Clara B. Jones reviews Do Your Own Laundry, “an inspired hybrid project formulated by Suzanne Stein and Steve Benson” displaying “discursive tension of an interpersonal nature as each author exerts their identity and agency in a process moving from relative strangers to, more or less, intimate partners.”
Intertwining the visceral with the uncanny, Sarah Rose Etter’s gorgeous debut novel, The Book of X, turns an outsider’s coming-of-age narrative into a struggle for survival against the everyday.
“Registration Caspar is urgently prophetic, a mirror onto the future, a mirror quite necessary where our own Vladi(mirrors) are Estra(gone).” Michael Martrich reviews.
“Who is speaking to you? Is it the man with the crooked nose or is it the woman with the crooked chin? And what’s that noise?” Paul Cunningham reviews Joshua Kornreich’s richly styled and mysterious new novel, Horsebuggy.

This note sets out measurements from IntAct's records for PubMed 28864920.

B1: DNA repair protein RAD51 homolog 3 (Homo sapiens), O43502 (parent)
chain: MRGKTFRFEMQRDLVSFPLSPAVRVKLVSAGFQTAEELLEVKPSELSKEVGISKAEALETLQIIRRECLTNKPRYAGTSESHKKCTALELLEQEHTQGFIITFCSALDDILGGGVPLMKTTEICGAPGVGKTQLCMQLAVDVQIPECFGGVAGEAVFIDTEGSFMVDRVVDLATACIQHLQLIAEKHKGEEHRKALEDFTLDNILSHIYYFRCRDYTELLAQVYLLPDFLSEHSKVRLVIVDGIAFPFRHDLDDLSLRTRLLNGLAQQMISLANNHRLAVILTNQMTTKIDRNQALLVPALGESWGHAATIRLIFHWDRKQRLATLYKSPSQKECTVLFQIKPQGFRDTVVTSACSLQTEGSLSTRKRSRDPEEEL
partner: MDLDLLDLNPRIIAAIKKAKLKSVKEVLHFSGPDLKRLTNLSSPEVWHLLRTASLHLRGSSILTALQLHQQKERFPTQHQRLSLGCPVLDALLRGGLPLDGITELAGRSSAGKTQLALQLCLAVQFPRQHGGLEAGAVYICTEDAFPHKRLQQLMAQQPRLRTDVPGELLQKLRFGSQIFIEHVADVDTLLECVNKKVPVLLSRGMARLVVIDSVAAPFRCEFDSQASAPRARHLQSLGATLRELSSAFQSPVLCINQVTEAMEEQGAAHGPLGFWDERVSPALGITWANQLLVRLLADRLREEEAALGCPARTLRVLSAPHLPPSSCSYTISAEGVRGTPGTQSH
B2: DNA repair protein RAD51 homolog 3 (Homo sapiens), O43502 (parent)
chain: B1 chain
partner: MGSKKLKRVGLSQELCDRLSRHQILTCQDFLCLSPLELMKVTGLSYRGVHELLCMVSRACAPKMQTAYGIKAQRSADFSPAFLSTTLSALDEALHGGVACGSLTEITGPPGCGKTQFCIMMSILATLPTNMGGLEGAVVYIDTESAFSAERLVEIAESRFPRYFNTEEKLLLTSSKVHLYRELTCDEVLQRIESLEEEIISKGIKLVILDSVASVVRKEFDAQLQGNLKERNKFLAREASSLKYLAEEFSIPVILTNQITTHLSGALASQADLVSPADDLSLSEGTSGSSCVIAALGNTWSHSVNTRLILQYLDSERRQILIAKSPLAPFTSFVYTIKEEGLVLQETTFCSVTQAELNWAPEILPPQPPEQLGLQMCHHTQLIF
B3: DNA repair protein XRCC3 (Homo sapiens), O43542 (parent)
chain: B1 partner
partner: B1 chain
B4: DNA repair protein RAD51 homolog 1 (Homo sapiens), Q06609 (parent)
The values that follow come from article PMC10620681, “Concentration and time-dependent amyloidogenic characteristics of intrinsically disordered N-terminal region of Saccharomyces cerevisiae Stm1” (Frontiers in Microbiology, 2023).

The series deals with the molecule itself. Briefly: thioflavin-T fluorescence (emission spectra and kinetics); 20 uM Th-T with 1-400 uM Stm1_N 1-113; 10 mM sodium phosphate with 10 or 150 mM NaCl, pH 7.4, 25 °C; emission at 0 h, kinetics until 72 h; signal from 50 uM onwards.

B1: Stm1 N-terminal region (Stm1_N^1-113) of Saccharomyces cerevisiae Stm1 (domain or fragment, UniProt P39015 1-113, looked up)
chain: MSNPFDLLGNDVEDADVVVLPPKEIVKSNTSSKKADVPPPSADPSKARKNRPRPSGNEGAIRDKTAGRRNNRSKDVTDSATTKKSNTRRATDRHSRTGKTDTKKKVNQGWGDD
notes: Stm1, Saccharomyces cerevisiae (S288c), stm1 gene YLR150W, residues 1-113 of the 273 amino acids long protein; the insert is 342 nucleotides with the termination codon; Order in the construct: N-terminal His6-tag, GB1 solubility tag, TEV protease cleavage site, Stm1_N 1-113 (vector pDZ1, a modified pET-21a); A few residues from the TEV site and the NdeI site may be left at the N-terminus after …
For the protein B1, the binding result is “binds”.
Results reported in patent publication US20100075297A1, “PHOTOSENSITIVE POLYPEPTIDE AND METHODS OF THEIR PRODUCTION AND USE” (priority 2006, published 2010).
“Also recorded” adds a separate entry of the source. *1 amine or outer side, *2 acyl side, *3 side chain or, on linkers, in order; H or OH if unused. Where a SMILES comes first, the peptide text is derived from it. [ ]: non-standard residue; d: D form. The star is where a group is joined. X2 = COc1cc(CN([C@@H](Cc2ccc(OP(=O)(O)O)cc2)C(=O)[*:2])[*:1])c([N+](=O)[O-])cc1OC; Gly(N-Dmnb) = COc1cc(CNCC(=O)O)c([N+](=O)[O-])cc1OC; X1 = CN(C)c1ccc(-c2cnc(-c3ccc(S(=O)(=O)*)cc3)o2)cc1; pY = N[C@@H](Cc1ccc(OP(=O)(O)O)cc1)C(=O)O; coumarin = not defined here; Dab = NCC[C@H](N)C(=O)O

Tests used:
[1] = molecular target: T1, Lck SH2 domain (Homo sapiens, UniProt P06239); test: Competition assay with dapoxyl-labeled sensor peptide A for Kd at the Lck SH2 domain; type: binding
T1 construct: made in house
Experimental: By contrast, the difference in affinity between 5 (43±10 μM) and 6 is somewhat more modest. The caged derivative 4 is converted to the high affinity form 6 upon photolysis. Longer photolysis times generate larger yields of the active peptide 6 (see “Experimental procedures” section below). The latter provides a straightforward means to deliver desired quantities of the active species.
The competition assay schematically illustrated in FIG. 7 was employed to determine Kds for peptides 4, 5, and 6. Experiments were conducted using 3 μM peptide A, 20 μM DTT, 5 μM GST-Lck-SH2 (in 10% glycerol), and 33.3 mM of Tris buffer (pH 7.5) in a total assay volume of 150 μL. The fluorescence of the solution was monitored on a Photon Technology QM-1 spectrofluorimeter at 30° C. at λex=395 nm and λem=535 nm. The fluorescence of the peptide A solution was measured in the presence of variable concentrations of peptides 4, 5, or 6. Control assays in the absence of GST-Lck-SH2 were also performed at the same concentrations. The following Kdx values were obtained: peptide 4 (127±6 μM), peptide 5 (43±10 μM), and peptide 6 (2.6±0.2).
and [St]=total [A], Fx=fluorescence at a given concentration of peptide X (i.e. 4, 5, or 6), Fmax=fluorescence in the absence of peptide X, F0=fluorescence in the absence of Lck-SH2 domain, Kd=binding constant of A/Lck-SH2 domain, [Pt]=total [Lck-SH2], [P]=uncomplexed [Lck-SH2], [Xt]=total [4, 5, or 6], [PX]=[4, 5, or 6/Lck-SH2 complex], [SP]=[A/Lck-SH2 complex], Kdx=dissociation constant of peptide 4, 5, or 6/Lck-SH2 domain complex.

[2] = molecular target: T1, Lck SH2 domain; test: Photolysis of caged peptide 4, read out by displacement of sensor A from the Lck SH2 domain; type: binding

A friend of Borges, and a massive force within the history of twentieth century Argentine poetics, Oliverio Girondo’s avant-garde language-play finds fabulous new life in Open Letter’s translation by Rachel Galvin & Harris Feinsod. Joseph Houlihan reviews.
Part music review and part road trip story about the singer-songwriter John R. Miller, Sam Farahmand provides the portrait of an artist finding sobriety and a stronger sense of self on his sophomore album.
“death-lot is telling us our strategies will lose in the long term, isn’t it? This sounds nihilistic…” Clara B. Jones with a review-in-dialogue of new work by Andy Martrich.
“Though the novel is more farcical than satirical, Nutt channels some of literature’s greatest satirists, from the rhetorical elusiveness of Nikolai Gogol’s Dead Souls to Thomas Pynchon’s zany subplots to George Saunders’ big-hearted generosity.” Connor Goodwin reviews.
Foundational Atlanta singer-songwriter K. Michelle Dubois returns with her third solo album, Harness, engaging new terrain between the underground and mainstream pop, a la the Breeders. Randal O’Wain reviews.